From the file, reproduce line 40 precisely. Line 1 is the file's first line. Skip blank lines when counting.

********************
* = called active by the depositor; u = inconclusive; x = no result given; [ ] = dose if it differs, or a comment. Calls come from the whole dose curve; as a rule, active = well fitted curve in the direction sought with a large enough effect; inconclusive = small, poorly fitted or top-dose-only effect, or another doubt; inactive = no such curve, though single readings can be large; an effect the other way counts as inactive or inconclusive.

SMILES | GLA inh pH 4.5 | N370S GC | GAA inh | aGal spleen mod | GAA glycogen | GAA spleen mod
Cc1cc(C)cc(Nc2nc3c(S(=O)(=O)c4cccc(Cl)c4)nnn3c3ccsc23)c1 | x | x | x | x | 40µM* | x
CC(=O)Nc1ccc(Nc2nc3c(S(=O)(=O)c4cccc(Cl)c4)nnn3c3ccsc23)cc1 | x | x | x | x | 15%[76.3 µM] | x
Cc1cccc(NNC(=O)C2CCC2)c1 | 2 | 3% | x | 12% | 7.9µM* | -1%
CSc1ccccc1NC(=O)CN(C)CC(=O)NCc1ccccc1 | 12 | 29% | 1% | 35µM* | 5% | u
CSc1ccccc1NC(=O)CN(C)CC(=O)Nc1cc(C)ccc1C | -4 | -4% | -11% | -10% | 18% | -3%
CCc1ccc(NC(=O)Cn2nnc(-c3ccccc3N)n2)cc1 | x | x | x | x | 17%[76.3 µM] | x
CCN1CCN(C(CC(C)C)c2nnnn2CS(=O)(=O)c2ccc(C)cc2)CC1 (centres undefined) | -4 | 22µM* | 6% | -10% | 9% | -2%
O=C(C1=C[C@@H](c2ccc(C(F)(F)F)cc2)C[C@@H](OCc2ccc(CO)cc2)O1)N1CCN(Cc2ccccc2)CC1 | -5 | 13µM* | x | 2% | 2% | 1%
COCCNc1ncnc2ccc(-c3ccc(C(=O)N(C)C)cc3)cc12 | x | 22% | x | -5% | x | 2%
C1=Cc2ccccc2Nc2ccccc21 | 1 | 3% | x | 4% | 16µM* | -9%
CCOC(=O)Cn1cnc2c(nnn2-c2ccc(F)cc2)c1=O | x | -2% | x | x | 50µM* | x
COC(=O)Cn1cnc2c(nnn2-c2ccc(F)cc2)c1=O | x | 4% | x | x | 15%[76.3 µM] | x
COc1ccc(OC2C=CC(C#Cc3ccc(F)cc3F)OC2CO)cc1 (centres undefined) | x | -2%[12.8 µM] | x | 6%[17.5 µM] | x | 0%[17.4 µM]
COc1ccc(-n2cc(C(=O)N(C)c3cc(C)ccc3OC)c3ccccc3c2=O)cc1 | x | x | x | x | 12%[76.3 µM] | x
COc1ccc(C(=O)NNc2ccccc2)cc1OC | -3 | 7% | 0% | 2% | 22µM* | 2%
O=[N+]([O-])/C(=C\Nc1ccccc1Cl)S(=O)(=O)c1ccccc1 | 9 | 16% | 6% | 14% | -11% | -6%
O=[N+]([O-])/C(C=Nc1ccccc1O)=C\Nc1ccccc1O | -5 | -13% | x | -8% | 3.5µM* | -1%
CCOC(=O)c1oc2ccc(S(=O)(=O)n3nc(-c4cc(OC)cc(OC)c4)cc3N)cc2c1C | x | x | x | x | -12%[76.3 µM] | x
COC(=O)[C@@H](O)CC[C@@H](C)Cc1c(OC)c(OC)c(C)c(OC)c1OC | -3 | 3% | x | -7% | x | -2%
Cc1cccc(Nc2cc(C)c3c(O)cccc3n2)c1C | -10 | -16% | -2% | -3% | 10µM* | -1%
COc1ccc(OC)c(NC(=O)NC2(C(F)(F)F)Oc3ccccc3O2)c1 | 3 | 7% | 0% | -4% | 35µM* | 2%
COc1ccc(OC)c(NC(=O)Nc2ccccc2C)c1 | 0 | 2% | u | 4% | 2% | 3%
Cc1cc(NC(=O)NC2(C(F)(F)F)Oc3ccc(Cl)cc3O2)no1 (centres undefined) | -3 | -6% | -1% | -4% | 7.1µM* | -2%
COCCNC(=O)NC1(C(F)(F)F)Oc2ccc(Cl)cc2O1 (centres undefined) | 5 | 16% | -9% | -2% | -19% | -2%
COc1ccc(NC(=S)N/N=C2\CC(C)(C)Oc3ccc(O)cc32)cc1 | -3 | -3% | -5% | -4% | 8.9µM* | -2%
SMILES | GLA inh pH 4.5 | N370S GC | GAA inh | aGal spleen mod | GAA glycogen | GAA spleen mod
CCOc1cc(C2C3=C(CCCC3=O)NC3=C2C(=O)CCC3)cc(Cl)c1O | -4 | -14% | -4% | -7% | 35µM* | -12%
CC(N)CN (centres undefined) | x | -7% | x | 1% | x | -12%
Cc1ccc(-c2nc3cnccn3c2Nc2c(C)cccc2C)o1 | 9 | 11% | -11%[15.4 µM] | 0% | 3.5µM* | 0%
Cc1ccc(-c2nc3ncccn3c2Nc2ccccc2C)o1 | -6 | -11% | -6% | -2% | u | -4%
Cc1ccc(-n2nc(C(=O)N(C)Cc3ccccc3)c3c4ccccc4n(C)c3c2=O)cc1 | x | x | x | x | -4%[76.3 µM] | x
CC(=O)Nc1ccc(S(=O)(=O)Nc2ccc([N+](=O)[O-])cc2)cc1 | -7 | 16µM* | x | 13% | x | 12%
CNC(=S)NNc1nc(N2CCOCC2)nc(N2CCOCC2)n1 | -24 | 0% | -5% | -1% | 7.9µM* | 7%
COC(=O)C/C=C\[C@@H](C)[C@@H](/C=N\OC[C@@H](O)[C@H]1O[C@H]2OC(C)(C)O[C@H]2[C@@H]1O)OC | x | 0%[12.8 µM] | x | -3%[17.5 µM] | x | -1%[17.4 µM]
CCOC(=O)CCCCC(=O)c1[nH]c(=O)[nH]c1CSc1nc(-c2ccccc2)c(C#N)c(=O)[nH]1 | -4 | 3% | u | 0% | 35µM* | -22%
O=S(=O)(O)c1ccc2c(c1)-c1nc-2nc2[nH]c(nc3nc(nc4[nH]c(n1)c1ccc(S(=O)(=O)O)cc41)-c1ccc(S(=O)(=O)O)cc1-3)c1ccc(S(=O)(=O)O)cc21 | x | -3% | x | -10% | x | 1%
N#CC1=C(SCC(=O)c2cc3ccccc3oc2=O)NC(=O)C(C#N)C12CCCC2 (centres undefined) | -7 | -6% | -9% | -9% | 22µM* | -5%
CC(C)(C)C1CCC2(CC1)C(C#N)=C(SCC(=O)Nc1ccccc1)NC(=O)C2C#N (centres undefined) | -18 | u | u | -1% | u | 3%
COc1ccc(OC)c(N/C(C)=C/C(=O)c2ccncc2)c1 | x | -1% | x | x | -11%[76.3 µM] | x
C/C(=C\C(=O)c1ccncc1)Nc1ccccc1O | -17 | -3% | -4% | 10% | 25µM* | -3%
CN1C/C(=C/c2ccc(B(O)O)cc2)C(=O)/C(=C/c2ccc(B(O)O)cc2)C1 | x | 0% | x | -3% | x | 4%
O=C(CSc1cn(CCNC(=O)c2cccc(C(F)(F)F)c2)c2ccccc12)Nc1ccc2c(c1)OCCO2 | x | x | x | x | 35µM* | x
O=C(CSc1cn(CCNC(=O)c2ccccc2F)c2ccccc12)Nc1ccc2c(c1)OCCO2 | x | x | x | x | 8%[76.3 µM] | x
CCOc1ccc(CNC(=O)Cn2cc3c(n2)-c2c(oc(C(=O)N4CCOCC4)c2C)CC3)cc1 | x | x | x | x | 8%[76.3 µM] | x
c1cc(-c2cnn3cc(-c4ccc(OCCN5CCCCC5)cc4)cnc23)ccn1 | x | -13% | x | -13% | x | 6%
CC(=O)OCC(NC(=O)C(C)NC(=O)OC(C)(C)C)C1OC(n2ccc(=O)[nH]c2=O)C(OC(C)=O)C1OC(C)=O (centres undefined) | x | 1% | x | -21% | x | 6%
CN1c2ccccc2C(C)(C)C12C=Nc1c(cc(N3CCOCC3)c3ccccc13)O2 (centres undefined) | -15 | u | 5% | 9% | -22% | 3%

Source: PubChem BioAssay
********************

CC(C)(C)C1CCC2(CC1)C(C#N)=C(SCC(=O)Nc1ccccc1)NC(=O)C2C#N (centres undefined) | -18 | u | u | -1% | u | 3%